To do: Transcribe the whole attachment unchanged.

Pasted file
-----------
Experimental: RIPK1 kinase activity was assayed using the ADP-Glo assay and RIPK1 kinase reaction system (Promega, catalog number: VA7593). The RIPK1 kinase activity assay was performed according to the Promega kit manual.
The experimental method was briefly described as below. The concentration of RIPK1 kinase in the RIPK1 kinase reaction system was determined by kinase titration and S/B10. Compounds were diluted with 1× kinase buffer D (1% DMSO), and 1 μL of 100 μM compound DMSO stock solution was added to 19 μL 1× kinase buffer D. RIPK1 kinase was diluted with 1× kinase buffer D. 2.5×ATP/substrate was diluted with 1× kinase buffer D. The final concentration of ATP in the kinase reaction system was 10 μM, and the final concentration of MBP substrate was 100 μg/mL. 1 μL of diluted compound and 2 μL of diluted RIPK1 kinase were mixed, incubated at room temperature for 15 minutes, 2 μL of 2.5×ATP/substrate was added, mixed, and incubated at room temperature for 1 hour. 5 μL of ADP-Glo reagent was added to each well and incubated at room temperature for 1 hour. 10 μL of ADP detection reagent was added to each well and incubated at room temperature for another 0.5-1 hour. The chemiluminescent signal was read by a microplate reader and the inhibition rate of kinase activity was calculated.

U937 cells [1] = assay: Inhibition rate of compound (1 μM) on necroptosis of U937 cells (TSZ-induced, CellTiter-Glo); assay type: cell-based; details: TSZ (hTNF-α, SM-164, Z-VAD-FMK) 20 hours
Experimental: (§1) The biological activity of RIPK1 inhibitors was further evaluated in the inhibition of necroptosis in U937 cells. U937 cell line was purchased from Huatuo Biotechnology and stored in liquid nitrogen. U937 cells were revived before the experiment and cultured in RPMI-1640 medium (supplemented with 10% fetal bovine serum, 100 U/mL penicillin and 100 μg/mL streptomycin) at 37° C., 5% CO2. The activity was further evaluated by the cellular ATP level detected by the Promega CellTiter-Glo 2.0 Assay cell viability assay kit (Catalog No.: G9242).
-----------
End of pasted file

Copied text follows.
Experimental: RIPK1 kinase activity was assayed using the ADP-Glo assay and RIPK1 kinase reaction system (Promega, catalog number: VA7593). The RIPK1 kinase activity assay was performed according to the Promega kit manual.
The experimental method was briefly described as below. The concentration of RIPK1 kinase in the RIPK1 kinase reaction system was determined by kinase titration and S/B10. Compounds were diluted with 1× kinase buffer D (1% DMSO), and 1 μL of 100 μM compound DMSO stock solution was added to 19 μL 1× kinase buffer D. RIPK1 kinase was diluted with 1× kinase buffer D. 2.5×ATP/substrate was diluted with 1× kinase buffer D. The final concentration of ATP in the kinase reaction system was 10 μM, and the final concentration of MBP substrate was 100 μg/mL. 1 μL of diluted compound and 2 μL of diluted RIPK1 kinase were mixed, incubated at room temperature for 15 minutes, 2 μL of 2.5×ATP/substrate was added, mixed, and incubated at room temperature for 1 hour. 5 μL of ADP-Glo reagent was added to each well and incubated at room temperature for 1 hour. 10 μL of ADP detection reagent was added to each well and incubated at room temperature for another 0.5-1 hour. The chemiluminescent signal was read by a microplate reader and the inhibition rate of kinase activity was calculated.

U937 cells [1] = assay: Inhibition rate of compound (1 μM) on necroptosis of U937 cells (TSZ-induced, CellTiter-Glo); assay type: cell-based; details: TSZ (hTNF-α, SM-164, Z-VAD-FMK) 20 hours
Experimental: (§1) The biological activity of RIPK1 inhibitors was further evaluated in the inhibition of necroptosis in U937 cells. U937 cell line was purchased from Huatuo Biotechnology and stored in liquid nitrogen. U937 cells were revived before the experiment and cultured in RPMI-1640 medium (supplemented with 10% fetal bovine serum, 100 U/mL penicillin and 100 μg/mL streptomycin) at 37° C., 5% CO2. The activity was further evaluated by the cellular ATP level detected by the Promega CellTiter-Glo 2.0 Assay cell viability assay kit (Catalog No.: G9242).